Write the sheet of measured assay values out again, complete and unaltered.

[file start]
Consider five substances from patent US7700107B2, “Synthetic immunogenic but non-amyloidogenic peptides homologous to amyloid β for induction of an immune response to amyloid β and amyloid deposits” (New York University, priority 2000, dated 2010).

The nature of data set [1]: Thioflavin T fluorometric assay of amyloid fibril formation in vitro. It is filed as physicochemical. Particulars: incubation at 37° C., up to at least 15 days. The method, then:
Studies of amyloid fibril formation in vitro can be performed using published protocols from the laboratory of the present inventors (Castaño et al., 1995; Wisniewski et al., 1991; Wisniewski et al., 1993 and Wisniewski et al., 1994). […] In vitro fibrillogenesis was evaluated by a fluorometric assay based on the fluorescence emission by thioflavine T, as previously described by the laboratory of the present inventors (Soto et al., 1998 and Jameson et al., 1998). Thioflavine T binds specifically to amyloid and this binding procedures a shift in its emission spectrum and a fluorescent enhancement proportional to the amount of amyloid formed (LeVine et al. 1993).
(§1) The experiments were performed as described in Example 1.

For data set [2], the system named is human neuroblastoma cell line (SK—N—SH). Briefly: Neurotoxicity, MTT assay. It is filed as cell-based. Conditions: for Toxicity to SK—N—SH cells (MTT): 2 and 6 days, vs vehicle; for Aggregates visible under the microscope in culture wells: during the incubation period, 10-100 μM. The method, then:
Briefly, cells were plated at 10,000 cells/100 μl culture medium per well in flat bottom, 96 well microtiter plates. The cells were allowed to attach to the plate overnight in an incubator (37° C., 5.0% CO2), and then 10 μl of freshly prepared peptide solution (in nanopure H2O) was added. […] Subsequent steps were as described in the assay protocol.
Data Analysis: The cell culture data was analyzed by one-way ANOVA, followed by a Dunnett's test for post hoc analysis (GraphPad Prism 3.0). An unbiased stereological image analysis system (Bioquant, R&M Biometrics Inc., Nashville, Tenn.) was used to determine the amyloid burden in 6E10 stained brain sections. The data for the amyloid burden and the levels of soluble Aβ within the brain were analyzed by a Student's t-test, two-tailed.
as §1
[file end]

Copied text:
Consider five substances from patent US7700107B2, “Synthetic immunogenic but non-amyloidogenic peptides homologous to amyloid β for induction of an immune response to amyloid β and amyloid deposits” (New York University, priority 2000, dated 2010).

The nature of data set [1]: Thioflavin T fluorometric assay of amyloid fibril formation in vitro. It is filed as physicochemical. Particulars: incubation at 37° C., up to at least 15 days. The method, then:
Studies of amyloid fibril formation in vitro can be performed using published protocols from the laboratory of the present inventors (Castaño et al., 1995; Wisniewski et al., 1991; Wisniewski et al., 1993 and Wisniewski et al., 1994). […] In vitro fibrillogenesis was evaluated by a fluorometric assay based on the fluorescence emission by thioflavine T, as previously described by the laboratory of the present inventors (Soto et al., 1998 and Jameson et al., 1998). Thioflavine T binds specifically to amyloid and this binding procedures a shift in its emission spectrum and a fluorescent enhancement proportional to the amount of amyloid formed (LeVine et al. 1993).
(§1) The experiments were performed as described in Example 1.

For data set [2], the system named is human neuroblastoma cell line (SK—N—SH). Briefly: Neurotoxicity, MTT assay. It is filed as cell-based. Conditions: for Toxicity to SK—N—SH cells (MTT): 2 and 6 days, vs vehicle; for Aggregates visible under the microscope in culture wells: during the incubation period, 10-100 μM. The method, then:
Briefly, cells were plated at 10,000 cells/100 μl culture medium per well in flat bottom, 96 well microtiter plates. The cells were allowed to attach to the plate overnight in an incubator (37° C., 5.0% CO2), and then 10 μl of freshly prepared peptide solution (in nanopure H2O) was added. […] Subsequent steps were as described in the assay protocol.
Data Analysis: The cell culture data was analyzed by one-way ANOVA, followed by a Dunnett's test for post hoc analysis (GraphPad Prism 3.0). An unbiased stereological image analysis system (Bioquant, R&M Biometrics Inc., Nashville, Tenn.) was used to determine the amyloid burden in 6E10 stained brain sections. The data for the amyloid burden and the levels of soluble Aβ within the brain were analyzed by a Student's t-test, two-tailed.
as §1